Persona 3 was my first attempt at conquering my antipathy towards JRPGs. It… well, it didn’t work. I think it’d take a real investment for me to get into it, not just in the gameplay but the story and the overall milieu, and Japanese high schools probably aren’t that milieu for me.
I wasn’t sure if you’d like it at all, or if you even liked RPGs…but I knew that there was a history of giving it as a Festivus gift and that maybe you would enjoy it. I’m glad to see that you’re giving it some thought. Be warned that it’s an extremely long game (it tooks me 92 hours), so playing it is an extremely long term goal. It’s pretty brutal at times, and it’s a very “Japanese” experience, but it’s one of the more exciting things to happen to the RPG genre in 10 years. The funny thing is that despite how long the game is, it remained fresh, challenging, and fun throughout.
I guess what I’m trying to say is that this will either be the game that turns you on to RPGs or the one that ruins them for you forever.
I… don’t know if Persona 3 is a good place to start. It’s rather difficult and extremely long. Good luck, though!
Also Moby Dick is awesome.
Yes, perhaps even slightly more awesome than Final Fantasy 8
My RPG history, in chronological order:
Illusion of Gaia (if that counts; it plays more like Zelda than Final Fantasy)
Super Mario RPG
Mega Man X Command Mission
Mario & Luigi: Superstar Saga
Paper Mario: The Thousand Year Door
Paper Mario (after having played Super Paper Mario)
And I’m currently on Mario & Luigi: Partners in Time. There’s also the MegaMan Battle Network/Star Force titles sprinkled throughout.
I gotta say- Persona 3 worked for me, and I had LITERALLY the exact same experience with RPGs as you (only played Mario ones extensively). Just give it a bit of time. It is indeed hard sometimes and very long, but all these things ended up working in its favor for this formerly-non-RPG-playing sap. Enjoy!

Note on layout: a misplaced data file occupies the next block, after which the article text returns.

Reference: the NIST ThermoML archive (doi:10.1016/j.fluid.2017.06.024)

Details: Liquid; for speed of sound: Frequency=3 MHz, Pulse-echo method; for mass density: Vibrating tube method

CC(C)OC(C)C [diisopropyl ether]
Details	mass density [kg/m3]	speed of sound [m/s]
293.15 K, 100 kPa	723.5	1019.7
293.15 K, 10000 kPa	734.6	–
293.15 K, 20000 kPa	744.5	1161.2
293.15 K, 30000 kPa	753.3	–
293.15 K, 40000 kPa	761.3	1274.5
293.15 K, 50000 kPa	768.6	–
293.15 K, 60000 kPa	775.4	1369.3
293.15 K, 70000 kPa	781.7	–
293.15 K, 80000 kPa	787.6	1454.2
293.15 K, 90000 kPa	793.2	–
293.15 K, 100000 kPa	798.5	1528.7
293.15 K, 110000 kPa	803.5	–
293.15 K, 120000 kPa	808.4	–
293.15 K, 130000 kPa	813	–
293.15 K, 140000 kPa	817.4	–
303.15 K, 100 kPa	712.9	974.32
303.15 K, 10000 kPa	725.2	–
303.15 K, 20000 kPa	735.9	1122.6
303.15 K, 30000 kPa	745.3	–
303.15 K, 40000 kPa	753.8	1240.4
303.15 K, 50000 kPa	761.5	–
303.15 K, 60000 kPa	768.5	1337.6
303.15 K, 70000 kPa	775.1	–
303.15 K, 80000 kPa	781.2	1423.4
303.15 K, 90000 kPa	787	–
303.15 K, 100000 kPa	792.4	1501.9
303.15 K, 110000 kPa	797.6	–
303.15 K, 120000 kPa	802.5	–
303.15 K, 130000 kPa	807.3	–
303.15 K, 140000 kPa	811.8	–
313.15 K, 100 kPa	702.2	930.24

Just remember Johnny – with Talking Time around, you won’t be lacking for advice on Persona 3, if you need it.
I agree with Knurek– if the whole turn based, click to fight battle systems turn you off, any of the entries in the Tales series (with Abyss being the best) or most tri-Ace games should give you enough action to keep you interested.
I’m not sure Persona 3 fits the ‘perfect excuse to get into the genre’ category of RPGs. Compared to other RPGs, P3 as an actual dungeon crawler (like all megaten games) is stale, monotonous, and periodically unforgiving. The game’s appeal lies in that its more of a cultural experience which obviously doesn’t float everyone’s boat. Some people hated it, but I liked going to simulated Japanese school. Given the schedule, the real thing sucks! There’s school on christmas day! SCHOOL!!!1 ON CHRISTMAS!!!!11!1! WTF!??!? The rest of the charm lies in presentation and plot.
I played Persona 3 in roughly a week; I moved up to school in the middle though and didn’t have a TV for a while, so I’m not counting those days in this tally.
At any rate, that wasn’t a very healthy week.
There aren’t many good “My First RPG”s out there. I started with Final Fantasy VI, which I played when I was 15. There aren’t many, if any, people out there for whom any game with menus and numbers will suffice. The more standard a game is, the more it needs the other trappings to work, though of course everything works differently for different people.
I know Talking Time was all about the Persona 3, but it didn’t really hold for me. It felt much more western to me, anyway, than the typical JRPG – at least, the presentation did. But maybe that was mostly the 2nd person presentation (“You don’t want to go out yet.” WHAT GRRR YES I DO) and the pure dungeon crawl. The social aspects were definitely JRPG, and the blank-faced Player Avatar is very old-school JRPG… but those are what left me flat. I require a character. If you require this also it may be difficult.
The character designs for other characters/Personae were top-notch, though. You could do worse!